2012

      n=22,400
      2013

      n=22,100
      2014

      n=16,300
      2015

      n=17,000
      Family income, $
       <20,0002.2 (0.25)2.2 (0.22)2.5 (0.29)2.7 (0.30)2.8 (0.28)2.7 (0.26)3.4 (0.32).0008
       20,000-49,9991.8 (0.20)2.1 (0.21)1.8 (0.19)2.2 (0.20)2.1 (0.23)1.9 (0.21)2.2 (0.26).2838
       50,000-74,9991.8 (0.30)1.3 (0.25)2.0 (0.34)1.8 (0.33)2.5 (0.38)1.7 (0.30)2.3 (0.40).1244
       ≥75,0001.9 (0.25)1.8 (0.27)1.3 (0.21)2.4 (0.29)2.5 (0.34)2.8 (0.37)2.7 (0.33).0006
      Employment status
       Full-time employment1.2 (0.14)1.3 (0.16)1.2 (0.15)1.9 (0.18)1.7 (0.17)1.8 (0.21)2.2 (0.20)<.0001
       Part-time employment2.1 (0.22)2.0 (0.22)2.0 (0.24)2.5 (0.30)2.6 (0.29)2.5 (0.31)2.6 (0.27).0180
       Unemployment3.3 (0.42)2.6 (0.37)3.6 (0.53)4.1 (0.53)3.9 (0.55)3.7 (0.56)3.9 (0.65).1003
       Not in the labor force2.3 (0.32)2.7 (0.31)2.1 (0.30)2.1 (0.28)2.9 (0.34)2.4 (0.30)3.3 (0.38).0657
      Health insurance
       Private insurance only1.5 (0.14)1.4 (0.14)1.6 (0.16)1.8 (0.16)2.3 (0.19)2.1 (0.19)2.4 (0.20)<.0001
       No insurance2.0 (0.21)2.2 (0.25)2.1 (0.26)3.1 (0.34)2.7 (0.27)2.4 (0.34)2.5 (0.37).0510
       Medicaid3.8 (0.51)2.9 (0.36)2.7 (0.38)2.6 (0.34)2.3 (0.33)2.8 (0.34)3.6 (0.51).9803
      School/college enrollment
       Full-time college enrollment1.4 (0.16)1.7 (0.19)1.6 (0.22)1.9 (0.25)2.3 (0.25)1.9 (0.22)2.3 (0.28).0011
       Part-time college enrollment2.3 (0.51)2.1 (0.45)2.1 (0.44)2.4 (0.44)2.7 (0.55)1.7 (0.37)3.2 (0.55).4274
       No enrollment, college graduate0.7 (0.20)1.0 (0.32)0.9 (0.30)1.0 (0.33)1.1 (0.31)1.0 (0.27)0.8 (0.23).7149
       No enrollment, non-college graduate2.3 (0.21)2.0 (0.18)2.3 (0.21)2.8 (0.22)2.7 (0.23)2.7 (0.24)3.0 (0.25).0010
       High school enrollment3.6 (0.82)3.5 (0.71)2.6 (0.48)3.1 (0.57)3.5 (0.61)3.8 (0.75)4.9 (1.07).2740
      Note: Estimates in boldface type significantly differed from the corresponding 2009 estimate (p<.05).
      Table S3Trends in the Prevalence of Suicide Attempt Among US Young Adults by Additional Sociodemographic Factors (N=145,800)
      Characteristics12-Month Prevalence of Suicide Attempt, Weighted Percentage (Standard Error)p value for trend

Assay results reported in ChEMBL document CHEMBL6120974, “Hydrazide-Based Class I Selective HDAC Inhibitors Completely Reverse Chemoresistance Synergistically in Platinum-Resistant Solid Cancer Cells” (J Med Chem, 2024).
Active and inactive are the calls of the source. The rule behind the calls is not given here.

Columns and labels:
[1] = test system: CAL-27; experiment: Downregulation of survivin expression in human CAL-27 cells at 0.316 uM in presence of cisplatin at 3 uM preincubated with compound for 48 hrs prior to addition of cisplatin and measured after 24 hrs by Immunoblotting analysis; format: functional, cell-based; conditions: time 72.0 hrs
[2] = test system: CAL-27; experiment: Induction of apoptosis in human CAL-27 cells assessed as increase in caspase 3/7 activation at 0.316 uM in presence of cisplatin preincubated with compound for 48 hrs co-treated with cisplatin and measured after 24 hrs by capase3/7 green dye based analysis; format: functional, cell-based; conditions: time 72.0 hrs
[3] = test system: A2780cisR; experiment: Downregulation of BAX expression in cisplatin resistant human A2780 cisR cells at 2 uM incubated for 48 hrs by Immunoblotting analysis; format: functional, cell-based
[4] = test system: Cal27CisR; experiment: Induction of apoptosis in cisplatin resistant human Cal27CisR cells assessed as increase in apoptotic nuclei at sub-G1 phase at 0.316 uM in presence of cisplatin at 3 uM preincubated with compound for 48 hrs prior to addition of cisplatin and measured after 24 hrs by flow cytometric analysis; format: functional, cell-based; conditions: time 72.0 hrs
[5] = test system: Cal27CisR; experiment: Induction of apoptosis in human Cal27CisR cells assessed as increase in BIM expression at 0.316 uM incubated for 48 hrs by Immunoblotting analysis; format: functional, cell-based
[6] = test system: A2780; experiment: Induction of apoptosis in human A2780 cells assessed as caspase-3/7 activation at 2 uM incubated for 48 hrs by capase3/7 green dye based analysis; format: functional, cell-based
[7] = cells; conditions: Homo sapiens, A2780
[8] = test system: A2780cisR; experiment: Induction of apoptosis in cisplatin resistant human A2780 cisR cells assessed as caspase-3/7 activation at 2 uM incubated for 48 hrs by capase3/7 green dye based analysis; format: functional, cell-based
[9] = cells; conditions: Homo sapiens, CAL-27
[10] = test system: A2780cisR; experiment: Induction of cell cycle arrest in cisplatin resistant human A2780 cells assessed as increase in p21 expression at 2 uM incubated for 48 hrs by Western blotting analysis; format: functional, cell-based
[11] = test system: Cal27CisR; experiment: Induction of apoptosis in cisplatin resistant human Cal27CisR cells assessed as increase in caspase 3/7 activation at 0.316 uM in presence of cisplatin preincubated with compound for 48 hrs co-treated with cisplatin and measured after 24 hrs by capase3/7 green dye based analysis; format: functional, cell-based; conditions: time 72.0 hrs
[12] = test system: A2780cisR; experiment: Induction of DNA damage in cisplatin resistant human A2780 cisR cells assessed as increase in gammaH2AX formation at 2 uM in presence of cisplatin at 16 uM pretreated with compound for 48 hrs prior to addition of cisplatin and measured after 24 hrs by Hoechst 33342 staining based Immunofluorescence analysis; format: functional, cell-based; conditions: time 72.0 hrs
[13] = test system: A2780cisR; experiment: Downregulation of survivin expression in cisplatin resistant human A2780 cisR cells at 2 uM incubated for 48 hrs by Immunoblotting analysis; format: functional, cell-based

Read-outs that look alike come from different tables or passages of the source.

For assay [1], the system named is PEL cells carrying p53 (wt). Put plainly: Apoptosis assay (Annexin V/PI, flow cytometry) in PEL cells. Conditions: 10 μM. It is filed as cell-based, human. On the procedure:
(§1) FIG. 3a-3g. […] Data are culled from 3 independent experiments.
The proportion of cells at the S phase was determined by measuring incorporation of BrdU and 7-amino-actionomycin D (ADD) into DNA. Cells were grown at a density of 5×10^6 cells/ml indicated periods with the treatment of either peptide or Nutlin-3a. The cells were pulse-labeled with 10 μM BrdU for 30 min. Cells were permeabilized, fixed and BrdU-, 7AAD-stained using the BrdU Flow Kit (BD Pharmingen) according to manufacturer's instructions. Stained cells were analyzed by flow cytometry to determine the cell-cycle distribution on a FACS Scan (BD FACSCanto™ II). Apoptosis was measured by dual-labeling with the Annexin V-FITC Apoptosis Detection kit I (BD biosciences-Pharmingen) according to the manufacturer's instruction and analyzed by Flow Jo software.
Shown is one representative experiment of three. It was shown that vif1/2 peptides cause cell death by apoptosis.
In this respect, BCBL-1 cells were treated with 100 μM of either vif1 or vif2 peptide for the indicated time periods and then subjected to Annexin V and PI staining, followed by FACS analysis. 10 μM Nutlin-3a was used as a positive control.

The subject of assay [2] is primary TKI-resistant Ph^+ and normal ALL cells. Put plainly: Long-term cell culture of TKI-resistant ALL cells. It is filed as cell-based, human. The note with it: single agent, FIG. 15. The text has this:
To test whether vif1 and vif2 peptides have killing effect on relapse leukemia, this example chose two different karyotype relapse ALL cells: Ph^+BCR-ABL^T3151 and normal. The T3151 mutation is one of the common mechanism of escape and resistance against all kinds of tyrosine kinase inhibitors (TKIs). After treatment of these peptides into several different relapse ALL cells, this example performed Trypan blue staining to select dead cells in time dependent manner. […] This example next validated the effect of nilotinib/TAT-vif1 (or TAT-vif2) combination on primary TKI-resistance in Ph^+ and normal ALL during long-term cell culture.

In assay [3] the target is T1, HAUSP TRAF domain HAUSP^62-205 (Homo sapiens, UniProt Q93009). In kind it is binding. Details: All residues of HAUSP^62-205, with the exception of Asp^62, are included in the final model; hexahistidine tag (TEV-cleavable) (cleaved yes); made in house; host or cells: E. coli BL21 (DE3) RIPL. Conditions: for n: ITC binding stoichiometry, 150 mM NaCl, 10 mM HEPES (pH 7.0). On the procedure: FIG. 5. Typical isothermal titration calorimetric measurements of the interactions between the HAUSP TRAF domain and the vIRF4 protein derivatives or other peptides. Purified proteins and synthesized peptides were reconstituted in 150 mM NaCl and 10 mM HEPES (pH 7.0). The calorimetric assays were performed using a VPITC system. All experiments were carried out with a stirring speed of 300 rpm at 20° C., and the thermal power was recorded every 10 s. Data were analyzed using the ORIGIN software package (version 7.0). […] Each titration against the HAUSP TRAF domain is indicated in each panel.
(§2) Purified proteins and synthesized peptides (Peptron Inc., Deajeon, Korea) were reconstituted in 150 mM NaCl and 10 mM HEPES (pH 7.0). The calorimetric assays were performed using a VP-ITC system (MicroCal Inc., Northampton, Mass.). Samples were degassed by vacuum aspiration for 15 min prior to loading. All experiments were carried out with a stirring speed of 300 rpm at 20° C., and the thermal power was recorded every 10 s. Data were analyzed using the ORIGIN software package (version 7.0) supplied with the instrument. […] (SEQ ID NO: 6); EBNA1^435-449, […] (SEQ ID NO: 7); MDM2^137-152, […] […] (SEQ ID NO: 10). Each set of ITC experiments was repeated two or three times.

2009

      n=22,600
      2010

      n=22,700
      2011

      n=22,800
      2012

      n=22,400
      2013

      n=22,100
      2014

      n=16,300
      2015

      n=17,000
      Family income, $
       <20,0001.5 (0.20)1.4 (0.18)1.7 (0.24)1.6 (0.22)1.6 (0.20)1.6 (0.20)2.1 (0.27).0720
       20,000-49,9991.0 (0.15)1.3 (0.17)1.0 (0.14)1.6 (0.23)1.4 (0.19)1.3 (0.19)1.3 (0.17).1515
       50,000-74,9990.7 (0.17)0.7 (0.18)0.9 (0.20)1.1 (0.28)0.9 (0.20)1.1 (0.29)1.5 (0.31).0145
       ≥75,0001.0 (0.20)0.9 (0.19)0.9 (0.17)1.4 (0.22)0.8 (0.15)0.8 (0.18)1.6 (0.26).1419
      Employment status
       Full-time employment0.7 (0.13)0.8 (0.12)0.7 (0.10)1.3 (0.19)0.9 (0.12)1.0 (0.15)1.4 (0.17).0005
       Part-time employment1.0 (0.15)1.1 (0.16)1.2 (0.16)1.3 (0.21)1.2 (0.20)1.0 (0.17)1.2 (0.20).5237
       Unemployment2.1 (0.34)1.5 (0.26)2.4 (0.43)2.6 (0.41)2.2 (0.38)2.0 (0.37)3.0 (0.50).0867
       Not in the labor force1.3 (0.24)1.7 (0.23)1.4 (0.25)1.3 (0.23)1.4 (0.22)1.6 (0.27)2.0 (0.32).1629
      Health insurance
       Private insurance only0.8 (0.11)0.7 (0.08)0.8 (0.09)1.0 (0.13)0.9 (0.12)1.0 (0.12)1.5 (0.17)<.0001
       No insurance1.3 (0.17)1.4 (0.19)1.6 (0.24)2.0 (0.29)1.6 (0.20)1.2 (0.22)1.4 (0.24).8538
       Medicaid2.0 (0.35)2.2 (0.32)2.0 (0.32)1.9 (0.31)1.7 (0.26)2.1 (0.32)2.5 (0.34).3631
      School/college enrollment
       Full-time college enrollment0.8 (0.11)1.0 (0.14)0.7 (0.12)1.1 (0.18)0.8 (0.14)0.9 (0.16)1.0 (0.19).3693
       Part-time college enrollment1.2 (0.38)1.2 (0.31)1.2 (0.27)1.3 (0.33)1.2 (0.39)0.7 (0.21)1.8 (0.47).6067
       No enrollment, non-college graduate1.4 (0.17)1.3 (0.15)1.7 (0.20)2.0 (0.21)1.7 (0.19)1.7 (0.19)2.0 (0.19).0136
       High school enrollment1.6 (0.38)2.0 (0.57)1.6 (0.40)2.0 (0.46)2.4 (0.48)2.0 (0.53)3.7 (1.02).0415
      Note: Estimates in boldface type significantly differed from the corresponding 2009 estimate (p<.05). Estimates on suicide attempt among college graduates aged 18-25 without college enrollment were suppressed due to low precision.